NGC 4151 is located about 43 million light years away from the Earth and is one of the nearest galaxies that contains an actively growing black hole. Because of this proximity, it offers one of the best chances of studying the interaction between an active supermassive black hole and the surrounding gas of its host galaxy.
In 2007, Chandra X-Ray astronomers captured an image of more than a thousand supermassive black holes, giving scientists a snapshot of a crucial period when these monster black holes are growing, and provide insight into the environments in which they occur.
The black hole panorama was made with data from NASA's Chandra X-ray Observatory, the Spitzer Space Telescope and ground-based optical telescopes. The black holes in the image are hundreds of millions to several billion times more massive than the sun and lie in the centers of galaxies.
The Central Molecular Zone of our galaxy is a massive complex of molecular gas and dust situated in the innermost 700 light-years of the Milky Way. Although the galaxy is over 100,000 light-years in size, nearly 10% of all of its molecular gas lies in the CMZ -a region of dense gas and dust that produces new stars as the material coalesces and heats up under the influence of gravity.
Climate changes profoundly influenced the rise and fall of six distinct, successive waves of mammal species diversity in North America over the last 65 million years, shows a novel statistical analysis led by Brown University evolutionary biologists. Warming and cooling periods, in two cases confounded by species migrations, marked the transition from one dominant grouping to the next.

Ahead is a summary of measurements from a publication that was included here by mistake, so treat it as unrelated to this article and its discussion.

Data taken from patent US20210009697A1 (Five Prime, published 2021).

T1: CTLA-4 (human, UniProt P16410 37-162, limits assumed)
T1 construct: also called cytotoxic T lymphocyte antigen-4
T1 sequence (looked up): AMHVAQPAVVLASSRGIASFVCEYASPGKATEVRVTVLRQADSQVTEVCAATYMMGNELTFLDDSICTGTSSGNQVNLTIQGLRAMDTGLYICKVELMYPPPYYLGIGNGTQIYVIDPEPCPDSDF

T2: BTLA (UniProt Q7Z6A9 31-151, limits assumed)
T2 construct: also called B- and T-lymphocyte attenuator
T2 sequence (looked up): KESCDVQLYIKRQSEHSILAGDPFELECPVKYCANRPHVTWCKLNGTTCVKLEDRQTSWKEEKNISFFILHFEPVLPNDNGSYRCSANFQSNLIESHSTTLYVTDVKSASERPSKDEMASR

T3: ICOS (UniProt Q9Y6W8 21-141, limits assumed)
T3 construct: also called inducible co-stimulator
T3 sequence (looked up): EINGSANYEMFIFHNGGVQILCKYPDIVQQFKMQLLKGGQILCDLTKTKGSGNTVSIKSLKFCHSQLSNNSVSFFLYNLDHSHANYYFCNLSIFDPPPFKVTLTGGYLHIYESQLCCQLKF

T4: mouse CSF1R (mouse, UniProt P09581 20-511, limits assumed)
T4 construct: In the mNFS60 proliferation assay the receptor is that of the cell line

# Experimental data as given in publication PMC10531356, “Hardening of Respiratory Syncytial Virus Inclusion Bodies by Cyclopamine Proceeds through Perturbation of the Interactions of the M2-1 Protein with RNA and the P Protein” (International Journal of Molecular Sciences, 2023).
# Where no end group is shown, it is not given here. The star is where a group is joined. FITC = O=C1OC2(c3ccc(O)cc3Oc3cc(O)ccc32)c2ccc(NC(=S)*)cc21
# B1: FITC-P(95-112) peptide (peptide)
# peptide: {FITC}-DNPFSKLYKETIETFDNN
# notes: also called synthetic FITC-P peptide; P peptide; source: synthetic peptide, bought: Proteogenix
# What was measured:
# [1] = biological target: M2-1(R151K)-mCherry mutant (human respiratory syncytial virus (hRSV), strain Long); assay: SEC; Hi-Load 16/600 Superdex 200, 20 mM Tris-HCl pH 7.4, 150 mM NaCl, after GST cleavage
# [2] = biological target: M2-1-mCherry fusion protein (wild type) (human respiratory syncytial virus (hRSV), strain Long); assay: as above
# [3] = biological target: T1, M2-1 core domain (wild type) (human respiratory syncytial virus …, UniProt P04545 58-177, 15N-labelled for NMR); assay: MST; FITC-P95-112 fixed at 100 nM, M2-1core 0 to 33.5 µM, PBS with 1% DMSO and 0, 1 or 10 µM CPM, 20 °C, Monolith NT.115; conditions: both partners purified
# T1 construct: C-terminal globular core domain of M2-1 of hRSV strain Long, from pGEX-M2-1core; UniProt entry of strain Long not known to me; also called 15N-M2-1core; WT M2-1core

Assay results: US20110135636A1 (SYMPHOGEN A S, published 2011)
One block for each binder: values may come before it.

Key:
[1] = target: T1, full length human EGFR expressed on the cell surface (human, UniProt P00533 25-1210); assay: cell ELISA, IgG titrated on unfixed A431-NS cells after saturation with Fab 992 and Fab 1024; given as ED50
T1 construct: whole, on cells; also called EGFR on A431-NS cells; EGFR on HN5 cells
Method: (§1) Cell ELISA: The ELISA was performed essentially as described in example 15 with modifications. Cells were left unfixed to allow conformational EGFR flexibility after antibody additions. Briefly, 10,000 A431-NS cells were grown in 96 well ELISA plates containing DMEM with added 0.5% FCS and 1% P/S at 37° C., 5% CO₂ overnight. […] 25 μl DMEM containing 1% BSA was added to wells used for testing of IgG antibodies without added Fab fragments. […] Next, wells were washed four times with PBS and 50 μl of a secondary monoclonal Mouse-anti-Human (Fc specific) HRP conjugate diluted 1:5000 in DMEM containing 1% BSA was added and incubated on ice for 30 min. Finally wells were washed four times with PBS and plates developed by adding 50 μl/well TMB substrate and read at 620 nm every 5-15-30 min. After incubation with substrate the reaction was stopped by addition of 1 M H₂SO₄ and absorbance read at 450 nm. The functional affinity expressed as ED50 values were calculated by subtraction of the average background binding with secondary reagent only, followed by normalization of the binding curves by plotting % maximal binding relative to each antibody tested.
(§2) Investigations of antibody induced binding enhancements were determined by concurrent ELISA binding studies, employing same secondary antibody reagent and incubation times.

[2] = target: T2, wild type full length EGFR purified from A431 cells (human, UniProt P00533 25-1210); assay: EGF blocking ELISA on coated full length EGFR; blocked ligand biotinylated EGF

Rocky planets a few times heavier than Earth that were thought might be life-friendly may lack a protective magnetic field that originates from an iron core that is at least partly molten.
A simulation of super-Earths between a few times and 10 times Earth's mass suggests that high pressures will keep the core solid, according to Guillaume Morard of the Institute of Mineralogy and Physics of Condensed Matter in Paris, France. Without a magnetic field, the planets would be bathed in harmful radiation, and their atmospheres would be eroded away by particles streaming from their stars.
Io, the innermost of Jupiter's large satellites and the most volcanically active body in the solar system, with plumes of matter rising up to 186 miles (300 km) above the surface is considered a prime candidate as a hotspot for extreme extraterrestrial life. In the image of Io, above, the lighter spot at the top right (north) of the planet, is an eruptive volcano.
Gamma Ray Bursts are the brightest things to happen to the Universe since its beginning -- extraordinarily intense electromagnetic events releasing more energy per second than the sun does in a billion years, and basically an excuse for astronomers to use every awesome adjective they know.
GRBs are an incredible demonstration of just how big a universe is: they're extremely rare, only a few per galaxy per million years, and we see about one a day. They're so interesting NASA launched a satellite just for them, the Swift Gamma-Ray Burst Mission -- a mission so advanced that "Swift" isn't even an acronym. They just liked the word.
NASA's Spitzer Space Telescope has imaged this coiled galaxy with an eye-like object at its center. The 'eye' at the center of the galaxy is actually a monstrous black hole surrounded by a ring of stars. In this color-coded infrared view from Spitzer, the area around the invisible black hole is blue and the ring of stars, white. The galaxy, called NGC 1097 and located 50 million light-years away, is spiral-shaped like our Milky Way, with long, spindly arms of stars.
A new study by an international team of astronomers led by Stefan Gillessen of the Max Planck Institute for Extraterrestrial Physics in Garching, Germany, announced that they had spotted dusty gas cloud about three times as massive as Earth, possibly heading toward a close encounter with Sagittarius A* (Sgr A*), our centraal supermassive black hole, which has as much mass as four million suns. They believe that the object was belched out as stellar plasma winds from the young stars that orbit the black hole.